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Jan
2014
Saturday 4th
posted by Ryan Fletcher in Britain

Unions warn of agency job loss false economy


Unions warned yesterday that funding cuts and job losses will leave parts of Britain defenceless if the country faces storms on the scale seen in the past week.

Sixteen severe flood warnings were issued by the Environment Agency yesterday as foul weather hit hard for the third time since Christmas.

The agency's own head waded into the cuts debate by declaring publicly that a 9 per cent government funding cut will see flood defence projects scaled back.

Con-Dem ministers have cut back its budgets with the agency planning to slash employee numbers from 11,250 to around 9,700 by October 2014 as a result.

Around 550 redundancies will be from the floods team - although the government claims these will not impact frontline roles.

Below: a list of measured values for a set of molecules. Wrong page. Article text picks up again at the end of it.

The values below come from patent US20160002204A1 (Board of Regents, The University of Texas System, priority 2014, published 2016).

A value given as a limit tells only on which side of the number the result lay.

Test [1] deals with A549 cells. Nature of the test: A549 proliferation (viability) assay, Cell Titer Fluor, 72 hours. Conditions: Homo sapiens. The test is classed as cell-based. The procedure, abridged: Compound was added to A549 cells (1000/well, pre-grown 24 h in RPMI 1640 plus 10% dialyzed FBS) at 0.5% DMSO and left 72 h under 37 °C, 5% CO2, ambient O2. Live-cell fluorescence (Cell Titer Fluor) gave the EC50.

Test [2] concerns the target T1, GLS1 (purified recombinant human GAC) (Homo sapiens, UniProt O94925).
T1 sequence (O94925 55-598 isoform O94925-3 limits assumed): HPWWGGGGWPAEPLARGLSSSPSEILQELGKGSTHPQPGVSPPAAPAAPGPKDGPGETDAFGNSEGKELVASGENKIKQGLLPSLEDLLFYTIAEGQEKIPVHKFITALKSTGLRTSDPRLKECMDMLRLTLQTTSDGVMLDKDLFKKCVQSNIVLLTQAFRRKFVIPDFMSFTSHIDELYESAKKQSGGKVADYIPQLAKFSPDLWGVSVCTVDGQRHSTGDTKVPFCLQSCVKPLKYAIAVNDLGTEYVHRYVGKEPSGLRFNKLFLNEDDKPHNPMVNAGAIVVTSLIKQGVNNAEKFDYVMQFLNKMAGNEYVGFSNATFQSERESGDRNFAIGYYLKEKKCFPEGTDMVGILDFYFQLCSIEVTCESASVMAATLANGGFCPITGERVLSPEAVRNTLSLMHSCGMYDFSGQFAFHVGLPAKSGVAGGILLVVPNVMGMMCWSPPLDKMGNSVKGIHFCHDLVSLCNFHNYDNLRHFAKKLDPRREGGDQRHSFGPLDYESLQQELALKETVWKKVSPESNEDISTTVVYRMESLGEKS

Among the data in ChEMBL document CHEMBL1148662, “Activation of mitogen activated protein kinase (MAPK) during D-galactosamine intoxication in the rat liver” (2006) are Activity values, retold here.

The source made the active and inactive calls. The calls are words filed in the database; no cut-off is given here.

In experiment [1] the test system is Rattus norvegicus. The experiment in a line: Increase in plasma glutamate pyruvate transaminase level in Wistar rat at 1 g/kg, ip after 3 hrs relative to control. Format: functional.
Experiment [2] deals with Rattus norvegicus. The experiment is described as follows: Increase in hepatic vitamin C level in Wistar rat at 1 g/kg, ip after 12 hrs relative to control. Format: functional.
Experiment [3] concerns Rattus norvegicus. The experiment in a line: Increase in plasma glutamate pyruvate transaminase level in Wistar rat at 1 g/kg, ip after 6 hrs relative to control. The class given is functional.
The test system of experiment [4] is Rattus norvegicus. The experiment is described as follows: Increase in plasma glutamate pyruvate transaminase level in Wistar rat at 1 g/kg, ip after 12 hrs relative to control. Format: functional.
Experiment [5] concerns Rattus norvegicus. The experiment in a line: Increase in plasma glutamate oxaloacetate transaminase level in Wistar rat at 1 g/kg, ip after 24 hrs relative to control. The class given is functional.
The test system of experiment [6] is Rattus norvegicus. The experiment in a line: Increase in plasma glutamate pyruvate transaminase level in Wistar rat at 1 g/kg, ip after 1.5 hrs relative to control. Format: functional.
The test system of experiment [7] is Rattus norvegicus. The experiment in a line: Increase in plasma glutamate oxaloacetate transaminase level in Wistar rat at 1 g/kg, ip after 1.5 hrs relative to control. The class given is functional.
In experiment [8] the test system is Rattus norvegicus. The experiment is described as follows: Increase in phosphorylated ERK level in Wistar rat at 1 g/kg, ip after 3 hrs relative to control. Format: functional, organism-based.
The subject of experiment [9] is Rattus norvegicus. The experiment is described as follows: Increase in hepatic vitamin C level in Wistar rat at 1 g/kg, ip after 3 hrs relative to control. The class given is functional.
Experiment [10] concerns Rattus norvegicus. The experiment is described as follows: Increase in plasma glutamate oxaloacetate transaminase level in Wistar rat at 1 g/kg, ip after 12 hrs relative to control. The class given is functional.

GMB national officer Justin Bowden demanded an assessment of the damage the job cuts would bring.

"The public need to know that job losses on this scale will impact specifically directly on flood risk management, on flood defence operations teams managing flood defences and carrying out river maintenance to enable flows to be conveyed away - enhancing the river's ecology and supporting fish stocks," he said.

Mr Bowden added that the affected teams "provide wider incident response containing river pollution as well as aerating watercourses to prevent fish deaths from low oxygen levels.

"So cutting flood risk funds will have a detrimental affect on the health of all rivers, no matter what the interest."

Public-sector union Unison predicted that staff cuts would prove a false economy that would cost more in the long run.

National officer Matthew Lay said: "There is a significant cost associated with managing flooded land and cutting services to save money in the short term is a false economy."

The union warnings came after Environment Agency head Paul Leinster warned of a "reduction in the number of people in flood risk management" as a result of the cuts.

Writing in environmental policy magazine The Ends Report, Mr Leinster added that projects aimed at improving flood warnings would now have to be "resized."




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